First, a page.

Florentine: He was aware of my work. But Acts of Vengeance is different, it’s not actually a martial arts movie, it’s not even an action movie. There are action scenes but I cannot compare it to the Undisputed movies, [which] are back-to-back action or ninja. It’s more of a character piece here. He told me, “Look, I’m very good with choreography, and I remember choreography really well.” I wasn’t sure. He even came, in my opinion, too soon before shooting, and I was worried. It was amazing, he just caught the choreography on the spot and delivered it flawlessly. I was amazed how good he was. But in my opinion in this movie [that’s] not a major part of it. The major part of the movie is the story of the character.

Filmmaker: So this is something you’ve been wanting to make for a while. I was curious if you made this film instead of Boyka: Undisputed 4, because I know you were a producer on that one, and I was surprised you hadn’t directed it as well. Were you working on Acts of Vengeance and that was the reason why?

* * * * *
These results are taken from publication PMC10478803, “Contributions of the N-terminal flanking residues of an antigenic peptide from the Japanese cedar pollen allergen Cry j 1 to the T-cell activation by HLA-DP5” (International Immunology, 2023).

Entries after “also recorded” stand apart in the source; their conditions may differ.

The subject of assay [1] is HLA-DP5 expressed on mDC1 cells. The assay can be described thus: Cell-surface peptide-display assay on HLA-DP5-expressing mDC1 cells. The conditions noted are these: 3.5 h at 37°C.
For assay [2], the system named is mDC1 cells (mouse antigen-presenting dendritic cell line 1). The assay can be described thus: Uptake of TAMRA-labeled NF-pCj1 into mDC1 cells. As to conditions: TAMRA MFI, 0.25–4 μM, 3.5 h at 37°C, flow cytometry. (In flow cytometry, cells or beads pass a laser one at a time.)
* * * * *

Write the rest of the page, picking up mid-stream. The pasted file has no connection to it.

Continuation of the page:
Florentine: No, here is the reason why. You can see it at the end, and maybe that’s why this movie is more personal: my wife was diagnosed with terminal cancer just before Boyka: Undisputed, and I wasn’t sure if I could direct the movie and be really hands on, so stepped to the side. Luckily at that point she was OK, and I was there hands on during  Boyka: Undisputed. At the time of Acts of Vengeance, she really wanted me to do that movie. This movie is about loss, he’s losing his wife and daughter; I lost my wife during production of the movie, she passed away. The editor Paul Harb lost his mother to cancer during this movie. It was a more personal movie, this one. This is the reason. Not a happy reason, but this is life.

Filmmaker: I’m so sorry. My sincere condolences. I can’t conceive of having to go through that, or to work through it.

Filmmaker: Yeah, it was always in the back of my mind. Actually, we stopped the production. She called me when we were three weeks into the shoot and told me, “Listen, the doctor told me I have two weeks.” We stopped everything and I flew back. Luckily these two weeks were stretched to two months and two weeks. So…yeah. Anyway, that’s the story.